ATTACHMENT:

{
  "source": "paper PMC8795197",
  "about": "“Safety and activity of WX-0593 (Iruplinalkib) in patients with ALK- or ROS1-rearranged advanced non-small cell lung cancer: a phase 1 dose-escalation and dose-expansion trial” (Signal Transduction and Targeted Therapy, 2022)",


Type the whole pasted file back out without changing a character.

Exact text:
{
  "source": "paper PMC8795197",
  "about": "“Safety and activity of WX-0593 (Iruplinalkib) in patients with ALK- or ROS1-rearranged advanced non-small cell lung cancer: a phase 1 dose-escalation and dose-expansion trial” (Signal Transduction and Targeted Therapy, 2022)",